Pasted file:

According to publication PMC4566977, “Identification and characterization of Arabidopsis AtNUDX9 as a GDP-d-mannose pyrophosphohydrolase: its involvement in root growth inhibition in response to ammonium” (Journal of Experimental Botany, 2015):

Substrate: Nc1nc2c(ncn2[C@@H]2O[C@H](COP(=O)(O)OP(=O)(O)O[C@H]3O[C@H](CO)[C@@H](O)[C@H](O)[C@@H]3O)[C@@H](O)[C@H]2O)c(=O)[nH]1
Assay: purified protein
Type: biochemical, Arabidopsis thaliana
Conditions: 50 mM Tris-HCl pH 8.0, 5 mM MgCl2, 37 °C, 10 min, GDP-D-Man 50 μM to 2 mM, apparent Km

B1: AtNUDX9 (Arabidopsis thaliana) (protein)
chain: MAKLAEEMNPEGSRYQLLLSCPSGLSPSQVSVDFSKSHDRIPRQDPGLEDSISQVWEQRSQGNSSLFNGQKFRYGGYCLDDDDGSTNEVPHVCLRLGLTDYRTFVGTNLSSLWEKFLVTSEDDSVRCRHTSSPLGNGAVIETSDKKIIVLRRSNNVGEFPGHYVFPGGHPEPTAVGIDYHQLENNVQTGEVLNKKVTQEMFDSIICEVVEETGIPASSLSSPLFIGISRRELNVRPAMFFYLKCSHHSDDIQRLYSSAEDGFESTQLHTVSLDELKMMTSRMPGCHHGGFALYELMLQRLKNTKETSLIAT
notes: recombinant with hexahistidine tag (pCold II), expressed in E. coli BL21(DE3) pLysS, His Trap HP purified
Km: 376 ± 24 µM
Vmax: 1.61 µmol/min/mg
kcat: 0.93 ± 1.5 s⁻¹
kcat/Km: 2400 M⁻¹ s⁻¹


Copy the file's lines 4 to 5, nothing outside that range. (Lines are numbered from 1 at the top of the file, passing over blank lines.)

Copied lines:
Type: biochemical, Arabidopsis thaliana
Conditions: 50 mM Tris-HCl pH 8.0, 5 mM MgCl2, 37 °C, 10 min, GDP-D-Man 50 μM to 2 mM, apparent Km